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  • Author: Lidija Savic x
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The Role of Early Habilitation in Infants with Congenital Brachial Palsy

Abstract

Congenital brachial palsy (CBP) can have long-term consequences such as deformities, contractures and growth imbalance of the affected arm and shoulder girdle that can lead to severe handicap. The aim of the paper was to determine the effectiveness of early habilitation in infants with CBP. This retrospective clinical study included 34 infants who were habilitated in the Physical Medicine and Rehabilitation Clinic, Clinical Center Niš, during the period from 2000 to 2017. The protocol consisted of passive and active-assisted range of motion exercises for the affected arm, neurodevelopmental treatment, warm packs and electrotherapy, starting from the 3rd week of life. At the Clinic, 20 sessions were conducted and parents were educated with handling and home exercise program. The infants were re-evaluated each month during the first year of life. The modification of the manual muscle test (MMT) was used to assess the muscle strength (grades 0- 3). At 6 and 12 months of age, the outcome was defined as a full recovery (grade 3 of the affected muscles) and partial recovery (grades 1-2). Male sex predominated (56%). The right arm was more commonly affected (65%). Birth weight was over 4000g in 65% of infants. Fifty-nine percent of infants had upper, 26.5% "extended" and 14.5% had complete root palsy. Associated injuries were noted in 10 infants. The habilitation started in the first month of life in 64.7% of infants. At 6 months of age, full recovery was achieved only in one infant, while at 12 months, 56% of infants were fully recovered (p < 0.05). The majority of fully recovered infants was from the group with the upper type of lesion (p < 0.05). Early habilitation program is effective in infants with CBP. It is especially effective in the upper root palsy.

Open access
Impact of Multivessel Coronary Artery Disease on Long Term Prognosis in Patients with ST-segment Elevation Myocardial Infarction

Abstract

Background: A significant proportion of patients with ST-segment elevation myocardial infarction (STEMI) have multivessel coronary artery disease (MVD), and they are at high risk for recurrent cardiac events. The aim of the present study was to analyze the impact of MVD on long-term cardiovascular mortality in STEMI patients treated with primary percutaneous coronary intervention (pPCI). Method: This study included 3,115 consecutive STEMI patients hospitalized in the Coronary Care Unit of the Clinical Centre of Serbia, between November 2005 and January 2012. Patients were divided in two groups: MVD and no MVD. MVD disease was defined as stenosis greater than 50% by visual assessment in more than one major coronary artery. Primary PCI was limited to the infarct-related artery (IRA). Cardiovascular mortality was defined as any death from cardiovascular reason (myocardial reinfarction, low-output heart failure, and sudden death). Patients presenting with cardiogenic shock were excluded. Patients were followed-up for 6 years after enrollment. Results: Among 3,115 analyzed patients, 1,352 (43.4%) patients had no MVD and 1,763 (56.6%) had MVD; among patients with MVD, 926 (52.6%) had two-vessel disease and 837 (47.4%) had three-vessel disease. Compared with patients with single-vessel disease, patients with MVD were older, had longer pain duration, and presented more often with heart failure; they were more likely to have previous coronary artery disease, diabetes, hypertension, and chronic kidney disease; post-procedural flow TIMI <3 was more frequently observed in patients with MVD than in patients with no MVD (5.9% vs. 3.1%, p <0.001). Patients with MVD had lower left ventricular ejection fraction than patients with single-vessel disease: 45% (interquartile range [IQR] 40¬–55%) vs. 50% (IQR 43–55%), p <0.001. Revascularization of non-IRA lesions was performed at index hospitalization in 1,075 (61%) patients, and in 602 (34.1%) patients revascularization was performed in the first few months after pPCI (median 1.5 months, IQR 1–2.5 months); coronary artery bypass grafting was performed in 291 (18.4%) patients and PCI (with stent implantation) in 1,368 (81.6%) patients. Six-year cardiovascular mortality was significantly higher in patients with MVD than in patients with single-vessel disease (10.4% vs. 4.6%, p <0.001). In multivariate Cox regression analysis, MVD remained an independent predictor for 6-year cardiovascular mortality (HR 1.55, 95% CI 1.11–2.06, p = 0.041). Conclusion: In STEMI patients treated with pPCI, the presence of MVD remained an independent predictor for higher long-term cardiovascular mortality despite early revascularization of the remaining stenosis in non-IRA.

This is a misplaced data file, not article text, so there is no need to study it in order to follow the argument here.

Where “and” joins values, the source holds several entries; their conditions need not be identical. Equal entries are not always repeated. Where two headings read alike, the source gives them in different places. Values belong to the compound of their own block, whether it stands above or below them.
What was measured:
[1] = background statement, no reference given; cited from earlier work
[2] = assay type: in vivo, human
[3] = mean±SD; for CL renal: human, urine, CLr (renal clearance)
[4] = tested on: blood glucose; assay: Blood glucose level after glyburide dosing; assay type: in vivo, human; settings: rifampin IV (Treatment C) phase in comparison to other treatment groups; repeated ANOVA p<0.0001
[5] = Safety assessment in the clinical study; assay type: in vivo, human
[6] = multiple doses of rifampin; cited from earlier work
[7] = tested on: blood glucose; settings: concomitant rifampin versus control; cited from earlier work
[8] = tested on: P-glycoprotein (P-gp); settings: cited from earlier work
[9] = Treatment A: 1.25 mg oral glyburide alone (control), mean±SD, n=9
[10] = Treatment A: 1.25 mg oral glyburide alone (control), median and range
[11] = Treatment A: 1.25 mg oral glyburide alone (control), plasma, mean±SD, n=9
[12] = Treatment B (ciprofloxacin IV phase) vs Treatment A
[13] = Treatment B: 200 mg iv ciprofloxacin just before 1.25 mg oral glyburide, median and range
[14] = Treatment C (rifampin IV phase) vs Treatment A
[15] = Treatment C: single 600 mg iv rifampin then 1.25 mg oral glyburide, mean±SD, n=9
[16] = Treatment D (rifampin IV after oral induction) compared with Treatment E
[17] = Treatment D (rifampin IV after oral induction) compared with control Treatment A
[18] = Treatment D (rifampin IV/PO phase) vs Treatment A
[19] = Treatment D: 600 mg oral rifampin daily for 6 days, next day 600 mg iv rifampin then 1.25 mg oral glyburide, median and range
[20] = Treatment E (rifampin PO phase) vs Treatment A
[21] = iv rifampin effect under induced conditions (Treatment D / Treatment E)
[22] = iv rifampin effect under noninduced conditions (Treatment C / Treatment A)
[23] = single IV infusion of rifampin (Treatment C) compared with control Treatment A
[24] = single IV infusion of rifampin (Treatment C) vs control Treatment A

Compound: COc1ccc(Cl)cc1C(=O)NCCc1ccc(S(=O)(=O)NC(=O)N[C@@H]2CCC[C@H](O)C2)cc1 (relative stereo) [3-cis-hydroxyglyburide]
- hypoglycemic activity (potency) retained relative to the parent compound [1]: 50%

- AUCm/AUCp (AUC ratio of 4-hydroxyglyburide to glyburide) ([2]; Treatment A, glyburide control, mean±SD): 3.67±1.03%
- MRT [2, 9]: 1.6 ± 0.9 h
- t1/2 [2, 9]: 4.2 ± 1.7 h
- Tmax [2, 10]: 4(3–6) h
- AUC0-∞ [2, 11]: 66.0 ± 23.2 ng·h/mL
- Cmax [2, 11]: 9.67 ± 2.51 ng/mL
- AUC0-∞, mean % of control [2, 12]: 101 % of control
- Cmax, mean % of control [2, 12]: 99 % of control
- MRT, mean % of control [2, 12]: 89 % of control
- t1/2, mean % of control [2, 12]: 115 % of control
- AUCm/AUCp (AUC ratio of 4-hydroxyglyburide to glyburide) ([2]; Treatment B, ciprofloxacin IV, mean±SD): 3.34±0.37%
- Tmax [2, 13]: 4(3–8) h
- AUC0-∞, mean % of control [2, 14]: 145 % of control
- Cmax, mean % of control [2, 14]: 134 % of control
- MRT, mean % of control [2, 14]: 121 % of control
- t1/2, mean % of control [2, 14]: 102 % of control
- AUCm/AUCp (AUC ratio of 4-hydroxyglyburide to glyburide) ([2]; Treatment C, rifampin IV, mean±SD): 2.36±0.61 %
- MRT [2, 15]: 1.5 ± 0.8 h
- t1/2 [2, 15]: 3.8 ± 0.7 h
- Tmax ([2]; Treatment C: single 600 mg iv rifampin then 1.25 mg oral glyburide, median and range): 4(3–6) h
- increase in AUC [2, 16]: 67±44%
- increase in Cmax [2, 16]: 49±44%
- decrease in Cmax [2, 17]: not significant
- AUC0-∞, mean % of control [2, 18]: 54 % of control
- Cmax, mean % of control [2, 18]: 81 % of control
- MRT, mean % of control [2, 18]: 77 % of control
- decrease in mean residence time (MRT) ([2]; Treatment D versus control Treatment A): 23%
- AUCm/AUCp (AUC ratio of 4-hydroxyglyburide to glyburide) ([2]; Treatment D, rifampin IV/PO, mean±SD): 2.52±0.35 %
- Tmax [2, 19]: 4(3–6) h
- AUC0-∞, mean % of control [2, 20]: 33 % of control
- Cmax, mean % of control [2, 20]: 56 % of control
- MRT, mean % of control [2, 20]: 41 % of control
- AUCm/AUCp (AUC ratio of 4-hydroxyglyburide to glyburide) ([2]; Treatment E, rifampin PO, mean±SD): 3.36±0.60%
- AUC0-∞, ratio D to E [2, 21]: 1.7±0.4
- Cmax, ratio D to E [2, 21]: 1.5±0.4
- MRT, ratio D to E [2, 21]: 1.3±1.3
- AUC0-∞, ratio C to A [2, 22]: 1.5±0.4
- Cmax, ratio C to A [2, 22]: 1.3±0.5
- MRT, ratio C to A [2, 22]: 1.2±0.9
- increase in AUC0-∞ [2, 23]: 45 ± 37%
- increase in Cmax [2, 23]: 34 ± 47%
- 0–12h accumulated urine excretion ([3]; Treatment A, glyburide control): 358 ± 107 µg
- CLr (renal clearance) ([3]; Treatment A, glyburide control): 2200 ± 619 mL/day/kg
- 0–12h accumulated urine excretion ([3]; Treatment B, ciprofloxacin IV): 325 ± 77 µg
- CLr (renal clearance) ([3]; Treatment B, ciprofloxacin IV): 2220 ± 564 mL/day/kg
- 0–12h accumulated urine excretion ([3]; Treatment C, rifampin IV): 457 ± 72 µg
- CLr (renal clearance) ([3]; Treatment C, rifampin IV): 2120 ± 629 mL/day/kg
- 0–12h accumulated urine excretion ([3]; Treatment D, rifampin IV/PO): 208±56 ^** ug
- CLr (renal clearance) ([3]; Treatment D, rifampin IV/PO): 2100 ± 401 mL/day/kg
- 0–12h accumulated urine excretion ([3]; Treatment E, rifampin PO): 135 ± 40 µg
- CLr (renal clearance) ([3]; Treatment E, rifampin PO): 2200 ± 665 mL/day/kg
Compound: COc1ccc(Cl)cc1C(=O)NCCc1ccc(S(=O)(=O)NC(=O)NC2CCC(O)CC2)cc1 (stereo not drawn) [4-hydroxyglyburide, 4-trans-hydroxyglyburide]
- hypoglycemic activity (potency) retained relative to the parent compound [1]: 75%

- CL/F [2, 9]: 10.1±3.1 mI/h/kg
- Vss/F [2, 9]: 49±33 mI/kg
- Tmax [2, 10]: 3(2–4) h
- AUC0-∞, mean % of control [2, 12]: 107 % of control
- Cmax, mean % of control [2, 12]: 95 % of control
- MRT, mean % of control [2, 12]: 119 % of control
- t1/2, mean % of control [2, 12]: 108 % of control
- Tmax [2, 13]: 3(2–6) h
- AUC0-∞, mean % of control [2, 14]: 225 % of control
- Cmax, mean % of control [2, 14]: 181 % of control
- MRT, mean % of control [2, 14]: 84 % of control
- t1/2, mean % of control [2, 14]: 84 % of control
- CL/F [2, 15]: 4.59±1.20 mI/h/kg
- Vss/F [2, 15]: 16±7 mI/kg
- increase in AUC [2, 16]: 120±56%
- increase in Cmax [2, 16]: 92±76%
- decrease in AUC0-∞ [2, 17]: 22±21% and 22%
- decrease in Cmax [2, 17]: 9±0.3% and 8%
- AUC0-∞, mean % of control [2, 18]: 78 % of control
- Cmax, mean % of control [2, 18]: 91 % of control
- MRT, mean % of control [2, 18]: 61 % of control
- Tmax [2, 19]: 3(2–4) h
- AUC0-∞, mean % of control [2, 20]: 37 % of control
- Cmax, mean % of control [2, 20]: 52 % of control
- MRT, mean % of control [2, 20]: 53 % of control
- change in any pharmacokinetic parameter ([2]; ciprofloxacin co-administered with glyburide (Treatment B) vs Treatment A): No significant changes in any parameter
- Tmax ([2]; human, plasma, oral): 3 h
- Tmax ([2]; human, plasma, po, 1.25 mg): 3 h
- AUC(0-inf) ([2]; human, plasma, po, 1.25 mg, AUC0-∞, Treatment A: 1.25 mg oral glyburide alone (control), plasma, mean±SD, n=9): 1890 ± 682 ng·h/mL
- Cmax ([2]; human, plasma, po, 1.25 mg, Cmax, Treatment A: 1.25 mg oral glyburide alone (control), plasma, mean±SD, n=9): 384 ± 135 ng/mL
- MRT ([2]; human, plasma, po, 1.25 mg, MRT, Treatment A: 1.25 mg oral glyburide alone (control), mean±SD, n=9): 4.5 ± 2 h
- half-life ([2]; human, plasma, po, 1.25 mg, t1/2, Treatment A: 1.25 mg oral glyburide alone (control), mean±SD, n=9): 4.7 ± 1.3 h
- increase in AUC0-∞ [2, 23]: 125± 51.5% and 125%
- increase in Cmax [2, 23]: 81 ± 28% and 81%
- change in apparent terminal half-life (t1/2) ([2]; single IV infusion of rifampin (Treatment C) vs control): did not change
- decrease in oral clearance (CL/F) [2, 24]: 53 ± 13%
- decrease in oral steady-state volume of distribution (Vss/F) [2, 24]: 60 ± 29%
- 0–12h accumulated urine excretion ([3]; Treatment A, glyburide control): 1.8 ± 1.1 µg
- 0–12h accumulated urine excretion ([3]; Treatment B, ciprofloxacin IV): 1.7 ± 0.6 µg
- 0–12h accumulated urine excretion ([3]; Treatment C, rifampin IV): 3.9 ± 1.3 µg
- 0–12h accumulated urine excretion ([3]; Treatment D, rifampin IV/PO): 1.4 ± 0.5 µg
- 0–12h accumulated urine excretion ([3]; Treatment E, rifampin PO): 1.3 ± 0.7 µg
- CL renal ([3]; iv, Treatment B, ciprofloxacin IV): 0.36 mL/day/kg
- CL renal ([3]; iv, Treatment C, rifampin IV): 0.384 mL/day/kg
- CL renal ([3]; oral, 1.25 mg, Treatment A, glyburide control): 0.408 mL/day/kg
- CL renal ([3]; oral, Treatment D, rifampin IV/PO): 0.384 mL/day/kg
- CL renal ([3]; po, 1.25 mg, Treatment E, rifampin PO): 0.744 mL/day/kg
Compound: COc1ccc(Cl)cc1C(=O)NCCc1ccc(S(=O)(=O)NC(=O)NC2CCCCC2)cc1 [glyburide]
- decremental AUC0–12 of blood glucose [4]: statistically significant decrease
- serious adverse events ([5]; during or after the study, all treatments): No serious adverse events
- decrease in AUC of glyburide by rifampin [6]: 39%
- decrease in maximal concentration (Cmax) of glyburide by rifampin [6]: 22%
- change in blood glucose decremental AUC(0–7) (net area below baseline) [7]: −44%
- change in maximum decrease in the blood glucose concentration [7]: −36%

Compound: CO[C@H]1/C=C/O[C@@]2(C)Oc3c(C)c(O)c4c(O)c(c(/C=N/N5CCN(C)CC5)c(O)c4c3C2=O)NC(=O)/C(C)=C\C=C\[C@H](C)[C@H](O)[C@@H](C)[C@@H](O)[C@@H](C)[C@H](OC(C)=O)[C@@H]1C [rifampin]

Open access